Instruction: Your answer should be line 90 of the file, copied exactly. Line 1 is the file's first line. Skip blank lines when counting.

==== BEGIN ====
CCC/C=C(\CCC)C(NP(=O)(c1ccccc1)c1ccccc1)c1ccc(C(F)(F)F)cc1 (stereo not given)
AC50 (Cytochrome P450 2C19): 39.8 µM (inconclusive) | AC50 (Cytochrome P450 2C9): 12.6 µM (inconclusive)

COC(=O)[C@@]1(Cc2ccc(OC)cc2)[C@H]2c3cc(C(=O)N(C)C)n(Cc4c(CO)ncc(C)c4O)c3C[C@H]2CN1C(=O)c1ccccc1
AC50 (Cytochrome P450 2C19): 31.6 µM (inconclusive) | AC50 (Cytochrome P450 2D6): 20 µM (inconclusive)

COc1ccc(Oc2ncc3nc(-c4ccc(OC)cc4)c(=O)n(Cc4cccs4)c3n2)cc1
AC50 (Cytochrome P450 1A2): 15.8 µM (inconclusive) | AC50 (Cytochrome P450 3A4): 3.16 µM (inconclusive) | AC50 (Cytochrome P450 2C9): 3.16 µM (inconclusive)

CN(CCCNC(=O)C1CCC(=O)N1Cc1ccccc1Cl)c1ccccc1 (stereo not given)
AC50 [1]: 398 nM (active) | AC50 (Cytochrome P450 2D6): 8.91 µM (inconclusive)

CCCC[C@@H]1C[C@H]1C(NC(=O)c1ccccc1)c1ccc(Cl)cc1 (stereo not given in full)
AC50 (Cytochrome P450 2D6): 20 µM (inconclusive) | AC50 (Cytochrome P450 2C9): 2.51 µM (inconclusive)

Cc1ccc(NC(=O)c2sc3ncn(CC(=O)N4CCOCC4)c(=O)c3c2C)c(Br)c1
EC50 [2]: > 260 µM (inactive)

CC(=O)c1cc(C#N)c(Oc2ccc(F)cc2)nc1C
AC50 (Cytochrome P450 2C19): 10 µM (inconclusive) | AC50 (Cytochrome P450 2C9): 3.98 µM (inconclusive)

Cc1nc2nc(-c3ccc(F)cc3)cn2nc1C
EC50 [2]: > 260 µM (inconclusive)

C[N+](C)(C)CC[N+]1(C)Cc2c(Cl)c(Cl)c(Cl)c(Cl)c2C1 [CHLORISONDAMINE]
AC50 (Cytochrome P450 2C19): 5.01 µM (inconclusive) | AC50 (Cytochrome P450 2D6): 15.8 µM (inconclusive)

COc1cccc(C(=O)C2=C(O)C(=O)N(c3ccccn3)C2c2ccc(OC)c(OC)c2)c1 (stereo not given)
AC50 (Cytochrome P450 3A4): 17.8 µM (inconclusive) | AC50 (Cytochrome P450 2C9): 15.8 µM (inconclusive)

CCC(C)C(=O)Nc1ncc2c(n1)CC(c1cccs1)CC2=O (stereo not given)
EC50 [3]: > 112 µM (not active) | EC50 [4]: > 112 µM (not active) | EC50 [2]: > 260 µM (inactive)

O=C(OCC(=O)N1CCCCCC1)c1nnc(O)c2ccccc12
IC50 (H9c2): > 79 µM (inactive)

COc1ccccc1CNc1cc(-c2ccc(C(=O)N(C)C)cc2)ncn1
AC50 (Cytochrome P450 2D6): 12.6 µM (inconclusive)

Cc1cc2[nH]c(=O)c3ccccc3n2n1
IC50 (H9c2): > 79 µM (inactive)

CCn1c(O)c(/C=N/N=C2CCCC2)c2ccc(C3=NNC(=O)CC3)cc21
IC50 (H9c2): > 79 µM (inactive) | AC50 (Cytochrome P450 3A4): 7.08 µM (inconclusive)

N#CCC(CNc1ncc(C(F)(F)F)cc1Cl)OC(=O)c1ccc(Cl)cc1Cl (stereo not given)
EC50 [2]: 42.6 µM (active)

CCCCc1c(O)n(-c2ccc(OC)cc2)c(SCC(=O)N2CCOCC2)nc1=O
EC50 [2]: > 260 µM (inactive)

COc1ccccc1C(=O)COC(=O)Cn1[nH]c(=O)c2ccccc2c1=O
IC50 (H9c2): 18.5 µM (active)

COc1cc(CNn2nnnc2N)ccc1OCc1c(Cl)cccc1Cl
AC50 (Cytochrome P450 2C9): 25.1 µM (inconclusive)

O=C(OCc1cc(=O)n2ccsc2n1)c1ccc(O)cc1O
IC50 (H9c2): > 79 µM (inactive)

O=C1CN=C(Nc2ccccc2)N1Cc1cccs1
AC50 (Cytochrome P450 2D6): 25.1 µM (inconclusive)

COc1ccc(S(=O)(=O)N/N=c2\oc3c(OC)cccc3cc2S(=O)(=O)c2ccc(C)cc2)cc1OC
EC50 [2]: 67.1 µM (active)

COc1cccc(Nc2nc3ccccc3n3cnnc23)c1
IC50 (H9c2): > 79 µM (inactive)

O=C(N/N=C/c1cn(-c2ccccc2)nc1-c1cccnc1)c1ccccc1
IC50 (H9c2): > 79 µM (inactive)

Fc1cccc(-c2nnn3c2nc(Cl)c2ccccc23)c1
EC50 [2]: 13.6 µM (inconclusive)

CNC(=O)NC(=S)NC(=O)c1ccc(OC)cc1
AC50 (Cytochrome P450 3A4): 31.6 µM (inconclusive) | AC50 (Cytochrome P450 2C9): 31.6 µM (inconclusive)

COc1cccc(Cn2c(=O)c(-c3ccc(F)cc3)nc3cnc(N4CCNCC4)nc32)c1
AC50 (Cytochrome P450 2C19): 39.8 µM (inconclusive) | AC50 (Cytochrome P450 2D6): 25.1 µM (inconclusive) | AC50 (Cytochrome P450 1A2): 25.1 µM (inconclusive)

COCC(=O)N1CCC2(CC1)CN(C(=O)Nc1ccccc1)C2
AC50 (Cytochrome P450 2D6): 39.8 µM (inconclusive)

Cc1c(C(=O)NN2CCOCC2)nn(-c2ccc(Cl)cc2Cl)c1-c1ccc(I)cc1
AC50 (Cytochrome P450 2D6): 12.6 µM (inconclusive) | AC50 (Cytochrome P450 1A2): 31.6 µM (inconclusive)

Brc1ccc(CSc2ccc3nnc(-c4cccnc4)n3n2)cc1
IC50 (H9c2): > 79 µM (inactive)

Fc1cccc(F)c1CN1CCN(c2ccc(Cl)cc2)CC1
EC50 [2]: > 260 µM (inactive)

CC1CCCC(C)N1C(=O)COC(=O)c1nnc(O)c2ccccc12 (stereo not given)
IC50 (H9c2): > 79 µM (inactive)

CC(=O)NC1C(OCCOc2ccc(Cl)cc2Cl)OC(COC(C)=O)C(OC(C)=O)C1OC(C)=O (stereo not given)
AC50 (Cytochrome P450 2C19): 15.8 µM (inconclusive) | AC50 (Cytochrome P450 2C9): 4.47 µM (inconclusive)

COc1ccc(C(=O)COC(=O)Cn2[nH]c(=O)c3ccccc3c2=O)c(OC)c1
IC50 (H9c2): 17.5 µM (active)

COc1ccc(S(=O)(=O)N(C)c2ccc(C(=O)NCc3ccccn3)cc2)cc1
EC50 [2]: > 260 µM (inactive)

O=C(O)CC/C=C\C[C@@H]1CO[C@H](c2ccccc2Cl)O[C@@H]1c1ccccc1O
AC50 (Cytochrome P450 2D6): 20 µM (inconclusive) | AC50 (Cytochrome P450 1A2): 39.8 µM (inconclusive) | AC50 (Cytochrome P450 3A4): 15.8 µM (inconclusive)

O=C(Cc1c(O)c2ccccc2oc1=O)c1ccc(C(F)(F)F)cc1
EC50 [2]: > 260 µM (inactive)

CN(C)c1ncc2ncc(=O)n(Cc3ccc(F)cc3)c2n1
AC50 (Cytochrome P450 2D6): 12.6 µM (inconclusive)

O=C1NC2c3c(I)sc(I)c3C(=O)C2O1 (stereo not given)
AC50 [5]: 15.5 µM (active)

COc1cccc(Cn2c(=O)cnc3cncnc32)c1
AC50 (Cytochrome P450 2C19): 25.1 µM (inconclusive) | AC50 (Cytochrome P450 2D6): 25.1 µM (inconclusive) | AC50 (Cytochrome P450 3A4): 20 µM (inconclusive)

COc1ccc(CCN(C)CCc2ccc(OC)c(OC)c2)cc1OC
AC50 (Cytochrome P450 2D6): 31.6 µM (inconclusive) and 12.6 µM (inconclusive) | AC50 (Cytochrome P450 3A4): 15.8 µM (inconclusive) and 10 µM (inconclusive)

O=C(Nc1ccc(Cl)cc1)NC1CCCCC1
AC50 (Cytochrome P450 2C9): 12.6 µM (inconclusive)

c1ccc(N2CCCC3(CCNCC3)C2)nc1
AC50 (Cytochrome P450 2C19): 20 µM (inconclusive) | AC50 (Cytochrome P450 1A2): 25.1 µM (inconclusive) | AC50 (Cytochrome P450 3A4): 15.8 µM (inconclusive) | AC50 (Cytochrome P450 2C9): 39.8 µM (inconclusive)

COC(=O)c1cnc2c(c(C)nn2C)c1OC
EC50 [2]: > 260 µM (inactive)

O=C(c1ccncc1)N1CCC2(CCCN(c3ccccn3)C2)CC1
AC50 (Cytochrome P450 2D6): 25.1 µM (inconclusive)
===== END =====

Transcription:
AC50 (Cytochrome P450 2D6): 25.1 µM (inconclusive)